Daily Expedition Reports

Browse photos & daily reports sent from the field every day



Lastest Expedition Reports

  • Dundas Bay & Glacier Bay National Park

    It was truly a day of expedition aboard National Geographic Sea Bird. We explored a primitive area of Glacier Bay National Park by foot and expedition landing craft. Most people will visit Glacier Bay when they come to the park, either via big ship, tour operator, or kayak. Today, we had the privilege of visiting Dundas Bay, just west of Glacier Bay proper—and not on the tourist circuit at all. As such, we did not see any other people for the entire day.

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  • Lake Eva & Cruising Chatham Strait

    “Exceeding expectations” is the understatement of the week. Whether it is the weather, the landscape, or the wildlife, Alaska has been astounding guests time and time again. This morning, we woke up in Peril Strait, on our way to anchor in Hanus Bay on Baranof Island. Here, guests hiked along the length of Eva Stream to Lake Eva, looking at pink, chum, and sockeye salmon while others kayaked in Hanus Bay – some even got a glimpse at another mother brown bear and her cub before they dashed back into the forest!

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  • Lorino village, Chukotka, Russia

    A leisurely morning was welcomed by all after the excitement of whales with dinner and the crew show for dessert. After lunch, we headed to the small Inuit village of Lorino. We were treated not only with a sunny calm afternoon, but dances, tug-of-war with the locals, canoe races, and a sampling of local foods. All ashore enjoyed mingling with the locals, bird watching, and strolling through the village overlooking the Bering Sea.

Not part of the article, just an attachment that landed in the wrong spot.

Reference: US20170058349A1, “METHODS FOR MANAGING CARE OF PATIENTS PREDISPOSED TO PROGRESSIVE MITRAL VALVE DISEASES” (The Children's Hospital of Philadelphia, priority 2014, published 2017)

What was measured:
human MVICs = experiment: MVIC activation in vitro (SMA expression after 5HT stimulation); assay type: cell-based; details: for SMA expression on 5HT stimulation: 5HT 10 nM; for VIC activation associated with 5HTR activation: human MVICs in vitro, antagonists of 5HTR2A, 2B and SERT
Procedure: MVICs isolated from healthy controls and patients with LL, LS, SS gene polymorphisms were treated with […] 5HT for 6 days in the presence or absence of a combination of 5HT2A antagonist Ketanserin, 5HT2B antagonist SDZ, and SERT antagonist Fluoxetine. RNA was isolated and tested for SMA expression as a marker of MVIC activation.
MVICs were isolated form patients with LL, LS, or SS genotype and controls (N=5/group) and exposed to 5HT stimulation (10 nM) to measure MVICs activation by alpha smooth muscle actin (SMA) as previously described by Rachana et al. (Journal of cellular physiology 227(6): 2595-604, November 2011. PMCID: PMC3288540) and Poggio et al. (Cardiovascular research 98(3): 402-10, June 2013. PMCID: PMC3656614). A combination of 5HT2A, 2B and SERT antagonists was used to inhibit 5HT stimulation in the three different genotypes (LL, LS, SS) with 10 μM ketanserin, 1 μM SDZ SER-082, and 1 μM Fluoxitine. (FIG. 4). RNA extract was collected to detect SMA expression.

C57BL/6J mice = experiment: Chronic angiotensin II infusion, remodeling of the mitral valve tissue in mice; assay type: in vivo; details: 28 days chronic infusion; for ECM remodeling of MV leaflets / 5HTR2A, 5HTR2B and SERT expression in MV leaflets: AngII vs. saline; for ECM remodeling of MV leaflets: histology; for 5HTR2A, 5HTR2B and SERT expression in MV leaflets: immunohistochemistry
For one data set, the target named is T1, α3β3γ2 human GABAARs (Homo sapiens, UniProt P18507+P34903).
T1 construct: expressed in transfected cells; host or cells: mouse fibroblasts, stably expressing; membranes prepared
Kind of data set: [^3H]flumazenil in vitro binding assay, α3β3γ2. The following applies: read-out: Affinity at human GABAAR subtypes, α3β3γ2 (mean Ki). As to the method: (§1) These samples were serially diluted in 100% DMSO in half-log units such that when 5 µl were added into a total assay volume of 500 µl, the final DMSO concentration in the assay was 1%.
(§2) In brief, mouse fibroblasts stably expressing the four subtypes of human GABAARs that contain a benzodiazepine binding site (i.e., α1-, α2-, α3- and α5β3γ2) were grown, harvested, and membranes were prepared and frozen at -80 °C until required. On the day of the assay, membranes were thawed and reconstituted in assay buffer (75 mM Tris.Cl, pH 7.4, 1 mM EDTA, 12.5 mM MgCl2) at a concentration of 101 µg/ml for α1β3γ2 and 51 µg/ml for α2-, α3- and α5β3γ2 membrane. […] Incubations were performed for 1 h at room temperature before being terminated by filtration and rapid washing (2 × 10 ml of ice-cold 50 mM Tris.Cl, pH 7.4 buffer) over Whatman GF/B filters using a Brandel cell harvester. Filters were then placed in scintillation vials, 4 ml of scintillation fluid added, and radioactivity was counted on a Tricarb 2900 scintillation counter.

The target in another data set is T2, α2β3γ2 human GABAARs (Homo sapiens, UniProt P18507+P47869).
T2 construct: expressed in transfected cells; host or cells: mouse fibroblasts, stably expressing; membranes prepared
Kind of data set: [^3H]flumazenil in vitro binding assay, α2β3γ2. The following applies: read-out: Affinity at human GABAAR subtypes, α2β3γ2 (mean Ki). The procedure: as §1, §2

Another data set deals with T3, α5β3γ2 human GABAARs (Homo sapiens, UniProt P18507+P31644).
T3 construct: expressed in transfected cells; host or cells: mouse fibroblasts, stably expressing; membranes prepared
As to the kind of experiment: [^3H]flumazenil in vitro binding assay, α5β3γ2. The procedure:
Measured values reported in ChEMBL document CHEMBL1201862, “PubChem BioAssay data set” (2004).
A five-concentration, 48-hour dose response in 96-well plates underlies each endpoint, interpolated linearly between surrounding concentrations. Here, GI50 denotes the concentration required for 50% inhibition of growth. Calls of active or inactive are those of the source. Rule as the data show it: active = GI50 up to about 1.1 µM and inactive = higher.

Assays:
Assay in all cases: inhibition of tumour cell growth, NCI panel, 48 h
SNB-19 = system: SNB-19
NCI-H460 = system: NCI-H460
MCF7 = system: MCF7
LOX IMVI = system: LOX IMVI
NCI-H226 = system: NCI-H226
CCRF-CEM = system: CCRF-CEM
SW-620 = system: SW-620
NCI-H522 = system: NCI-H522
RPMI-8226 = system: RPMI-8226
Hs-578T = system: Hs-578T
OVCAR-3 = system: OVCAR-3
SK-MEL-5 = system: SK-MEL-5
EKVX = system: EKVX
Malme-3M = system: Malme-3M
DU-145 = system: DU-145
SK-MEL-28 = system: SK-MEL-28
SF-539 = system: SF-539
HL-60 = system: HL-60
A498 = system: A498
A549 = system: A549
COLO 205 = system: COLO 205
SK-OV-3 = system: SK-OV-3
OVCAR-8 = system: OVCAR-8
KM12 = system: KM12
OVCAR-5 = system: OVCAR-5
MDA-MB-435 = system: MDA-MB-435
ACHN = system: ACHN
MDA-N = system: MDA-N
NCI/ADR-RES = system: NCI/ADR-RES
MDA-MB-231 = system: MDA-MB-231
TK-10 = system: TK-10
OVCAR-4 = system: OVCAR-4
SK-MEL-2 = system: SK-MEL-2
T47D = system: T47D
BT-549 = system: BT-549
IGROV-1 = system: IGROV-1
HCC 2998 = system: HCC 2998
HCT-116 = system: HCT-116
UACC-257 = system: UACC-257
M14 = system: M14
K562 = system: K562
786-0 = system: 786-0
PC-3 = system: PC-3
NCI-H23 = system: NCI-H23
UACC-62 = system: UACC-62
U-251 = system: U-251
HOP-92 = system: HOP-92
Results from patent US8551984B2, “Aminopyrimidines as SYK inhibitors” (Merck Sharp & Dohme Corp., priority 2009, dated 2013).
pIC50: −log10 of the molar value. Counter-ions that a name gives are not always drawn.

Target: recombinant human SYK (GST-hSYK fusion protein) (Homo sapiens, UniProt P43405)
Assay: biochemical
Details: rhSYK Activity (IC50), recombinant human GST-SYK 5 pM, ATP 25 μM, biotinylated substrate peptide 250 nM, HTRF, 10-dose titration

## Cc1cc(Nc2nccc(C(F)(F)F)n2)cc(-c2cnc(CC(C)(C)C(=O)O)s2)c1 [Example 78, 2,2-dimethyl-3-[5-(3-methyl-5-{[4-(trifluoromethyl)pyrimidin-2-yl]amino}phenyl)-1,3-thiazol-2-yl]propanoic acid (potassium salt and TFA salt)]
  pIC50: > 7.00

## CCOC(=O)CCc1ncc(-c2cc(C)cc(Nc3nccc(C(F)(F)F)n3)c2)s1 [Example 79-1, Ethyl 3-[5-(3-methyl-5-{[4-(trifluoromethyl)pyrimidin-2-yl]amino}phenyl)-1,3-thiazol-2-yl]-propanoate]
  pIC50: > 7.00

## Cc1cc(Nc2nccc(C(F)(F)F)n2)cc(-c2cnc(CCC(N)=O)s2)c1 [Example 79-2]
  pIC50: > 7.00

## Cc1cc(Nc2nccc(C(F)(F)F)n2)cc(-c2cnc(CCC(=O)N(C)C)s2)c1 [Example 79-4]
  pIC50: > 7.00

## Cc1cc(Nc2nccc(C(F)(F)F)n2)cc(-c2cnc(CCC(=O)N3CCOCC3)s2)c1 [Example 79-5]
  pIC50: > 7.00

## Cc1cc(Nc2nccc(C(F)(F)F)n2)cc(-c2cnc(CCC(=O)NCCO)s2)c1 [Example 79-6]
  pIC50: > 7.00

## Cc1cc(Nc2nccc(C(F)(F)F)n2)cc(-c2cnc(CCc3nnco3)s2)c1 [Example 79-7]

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  • Santiago Island

    Santiago, located central part of the archipelago, is the fourth largest island in the Galapagos. Today we had a day full of activities on this wonderful island. The early risers hopped into Zodiacs and headed to shore for a hike at Espumilla beach, while other guests went out kayaking along the shore. After breakfast, we moved to Buccaneer Cove, a former pirate haunt where we had another round of kayaking, as well as deep-water snorkeling and glass bottom boat outings. We were ready to explore and discover the magic of the island, and we were not disappointed—we swam with white-tipped reef sharks, Galapagos sharks, sea lions, and many colorful fish.

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  • Haines, Alaska

    Early this morning, we cruised north through the stunningly beautiful Lynn Canal en route to Haines. Lynn Canal is a fjord almost 90 miles in length and 2,000 ft. deep—it’s the deepest fjord in North America. The incredibly steep walls and the deep water below are both great testament to the power of ice—glaciers about one-mile thick carved all of Southeast Alaska.

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  • LeConte Glacier & Petersburg